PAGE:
Do's and Don'ts
attended a family reunion where relatives of all ages and from
all over the US gathered together in Canada. "It was
wonderful to see relatives I hadn't seen in years and it allowed
my children to meet family members that formerly had just been a
face in a photo album," she says.
Mary cherishes the memories of a family reunion she attended four years ago that reconnected her family after a 25-year feud. She reflects, "It was a wonderful experience that linked us back together and revived our shared history."
You can be the catalyst to reconnect and revive your family connections by planning a reunion of your own. Though there's a lot of planning and coordination involved, the end results usually prove to be well worth the effort.
First, gather the names and addresses of family members and send out a short letter explaining your plans for a family reunion and a list of proposed dates and locations from which relatives can rate their preferences and eventually compromise.
Most family reunions take place during the summer when the weather is better, travel is easier, and school is out
Reunions can last anywhere from several hours to several days. The general rule is that the farther people have to travel, the longer the reunion.
Some options include one's home, hotels in big cities, ranches, cruise ships and campgrounds. To get the best attendance, it's usually best to choose a site that is centrally located to all members.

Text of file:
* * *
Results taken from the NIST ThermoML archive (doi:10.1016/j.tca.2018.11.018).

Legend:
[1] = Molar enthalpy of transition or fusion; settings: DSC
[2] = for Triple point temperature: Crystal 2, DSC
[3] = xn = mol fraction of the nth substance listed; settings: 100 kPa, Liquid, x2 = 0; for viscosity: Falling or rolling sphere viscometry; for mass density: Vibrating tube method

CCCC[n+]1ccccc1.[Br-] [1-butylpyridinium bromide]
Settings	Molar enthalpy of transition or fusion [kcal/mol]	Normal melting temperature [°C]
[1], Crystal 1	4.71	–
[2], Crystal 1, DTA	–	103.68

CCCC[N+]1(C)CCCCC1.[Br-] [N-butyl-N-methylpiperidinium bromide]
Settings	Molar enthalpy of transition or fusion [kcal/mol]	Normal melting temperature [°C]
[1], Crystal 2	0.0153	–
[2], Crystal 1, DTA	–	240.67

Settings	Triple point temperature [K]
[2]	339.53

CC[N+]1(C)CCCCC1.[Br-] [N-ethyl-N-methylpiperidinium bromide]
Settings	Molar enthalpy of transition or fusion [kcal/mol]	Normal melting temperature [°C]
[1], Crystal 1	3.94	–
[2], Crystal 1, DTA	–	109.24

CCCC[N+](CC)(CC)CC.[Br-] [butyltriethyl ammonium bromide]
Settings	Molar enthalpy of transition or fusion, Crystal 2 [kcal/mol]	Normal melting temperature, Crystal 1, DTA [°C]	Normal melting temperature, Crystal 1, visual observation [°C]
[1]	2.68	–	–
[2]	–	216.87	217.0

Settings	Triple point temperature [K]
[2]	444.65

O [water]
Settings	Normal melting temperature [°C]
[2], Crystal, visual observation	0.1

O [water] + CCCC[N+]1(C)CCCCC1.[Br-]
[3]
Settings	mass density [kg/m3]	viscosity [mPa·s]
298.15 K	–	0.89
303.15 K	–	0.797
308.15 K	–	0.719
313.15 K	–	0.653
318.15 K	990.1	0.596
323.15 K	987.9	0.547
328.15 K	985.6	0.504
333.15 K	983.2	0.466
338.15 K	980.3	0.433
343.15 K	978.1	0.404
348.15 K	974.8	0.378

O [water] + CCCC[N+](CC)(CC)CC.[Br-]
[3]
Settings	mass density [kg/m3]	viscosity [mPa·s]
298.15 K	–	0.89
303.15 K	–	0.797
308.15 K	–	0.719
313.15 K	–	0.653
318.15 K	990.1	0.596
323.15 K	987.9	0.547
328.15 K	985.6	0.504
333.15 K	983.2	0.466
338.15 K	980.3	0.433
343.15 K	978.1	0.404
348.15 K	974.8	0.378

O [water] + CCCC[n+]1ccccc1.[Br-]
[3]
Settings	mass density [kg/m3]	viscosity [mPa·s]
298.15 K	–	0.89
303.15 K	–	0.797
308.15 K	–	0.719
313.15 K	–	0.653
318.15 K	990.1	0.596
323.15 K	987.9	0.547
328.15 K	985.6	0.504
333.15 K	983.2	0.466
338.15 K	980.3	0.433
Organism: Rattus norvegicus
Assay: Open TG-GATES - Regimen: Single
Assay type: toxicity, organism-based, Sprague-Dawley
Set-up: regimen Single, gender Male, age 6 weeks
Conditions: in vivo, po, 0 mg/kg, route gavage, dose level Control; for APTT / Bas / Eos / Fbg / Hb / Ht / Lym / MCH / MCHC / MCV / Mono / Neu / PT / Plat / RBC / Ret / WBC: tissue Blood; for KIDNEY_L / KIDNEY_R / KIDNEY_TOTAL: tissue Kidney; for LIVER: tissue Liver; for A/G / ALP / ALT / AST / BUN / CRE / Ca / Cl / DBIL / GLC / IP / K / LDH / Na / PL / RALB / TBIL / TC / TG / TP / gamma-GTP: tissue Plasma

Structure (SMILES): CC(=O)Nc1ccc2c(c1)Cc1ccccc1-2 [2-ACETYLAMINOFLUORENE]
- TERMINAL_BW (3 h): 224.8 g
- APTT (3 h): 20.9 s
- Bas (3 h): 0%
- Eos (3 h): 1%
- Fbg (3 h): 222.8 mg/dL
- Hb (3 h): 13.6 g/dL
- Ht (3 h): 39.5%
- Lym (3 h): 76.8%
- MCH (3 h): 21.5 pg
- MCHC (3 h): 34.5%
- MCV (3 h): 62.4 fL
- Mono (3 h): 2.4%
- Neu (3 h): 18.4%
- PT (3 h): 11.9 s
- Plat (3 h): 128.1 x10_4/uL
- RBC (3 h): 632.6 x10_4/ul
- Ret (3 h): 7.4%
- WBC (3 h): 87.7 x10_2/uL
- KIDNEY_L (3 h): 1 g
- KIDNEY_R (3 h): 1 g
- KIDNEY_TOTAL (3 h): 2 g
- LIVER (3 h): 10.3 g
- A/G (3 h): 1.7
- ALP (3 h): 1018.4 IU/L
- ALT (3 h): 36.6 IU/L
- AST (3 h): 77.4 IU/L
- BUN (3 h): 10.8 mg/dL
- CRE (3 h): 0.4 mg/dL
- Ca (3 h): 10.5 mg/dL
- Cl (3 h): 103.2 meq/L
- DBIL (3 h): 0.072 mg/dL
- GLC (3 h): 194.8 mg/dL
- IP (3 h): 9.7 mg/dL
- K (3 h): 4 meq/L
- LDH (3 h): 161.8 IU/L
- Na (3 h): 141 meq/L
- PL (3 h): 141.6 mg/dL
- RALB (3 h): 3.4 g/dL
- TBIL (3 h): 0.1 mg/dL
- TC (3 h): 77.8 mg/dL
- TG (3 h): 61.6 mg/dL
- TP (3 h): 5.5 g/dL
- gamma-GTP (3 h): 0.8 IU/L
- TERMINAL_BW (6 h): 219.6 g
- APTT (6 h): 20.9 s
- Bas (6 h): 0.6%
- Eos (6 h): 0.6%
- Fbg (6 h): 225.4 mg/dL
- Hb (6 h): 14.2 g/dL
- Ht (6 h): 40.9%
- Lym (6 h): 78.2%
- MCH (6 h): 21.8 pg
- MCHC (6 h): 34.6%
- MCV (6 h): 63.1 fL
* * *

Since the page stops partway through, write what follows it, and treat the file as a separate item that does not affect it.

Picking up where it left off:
What to eat?
Whether you choose to cook at home or have someone else cook for you, feeding a crowd requires planning. Serving home-cooked meals can be a lot of work but some find the idea of cooking with others a lot of fun, and relish the opportunity to bond and swap recipes.
Other options include potlucks where everyone contributes food to share, and barbecues where cleaning up is painless. Others choose not to worry about food preparation at all by going to restaurants or having their meals catered.
If you're having a longer-lasting reunion, you may want to have different options for different meals. For example, you could let people go out on their own for breakfast, get together for lunch at home, and order pizza for dinner.
WHAT TO DO
facilitate contact and sharing, it's a good idea to plan some
activities for everyone.
Some ideas are:
Post baby pictures of adults and have everyone guess who's who.
Fathers-and-daughters vs. mothers-and-sons volleyball, under-30 vs. over-40 tug of wars, women vs. men relay races...
Give prizes for everything and to everyone -- best potluck contribution, cousins who look most alike...
Share stories such as how grandma and grandpa met, dad's first words, and Aunt Susan's prom disaster.
Get handprints and footprints of every family member, create a family quilt, make a family tree.
Photos make great souvenirs to take home and great gifts for members who couldn't attend.
Adults have a tendency to kiss and pinch children's cheeks but for some children, such attention can be overwhelming. Respect and protect kids' space and time to get used to the crowd on their own terms, and ask that others do, too.
Also, don't set yourself up for disappointment by expecting everything to go as planned. No matter how carefully you organize, the daily course of life sometimes has plans of its own. Try to keep a sense of humor and remember that despite the rough spots, life is full of things to be grateful for -- namely, your family.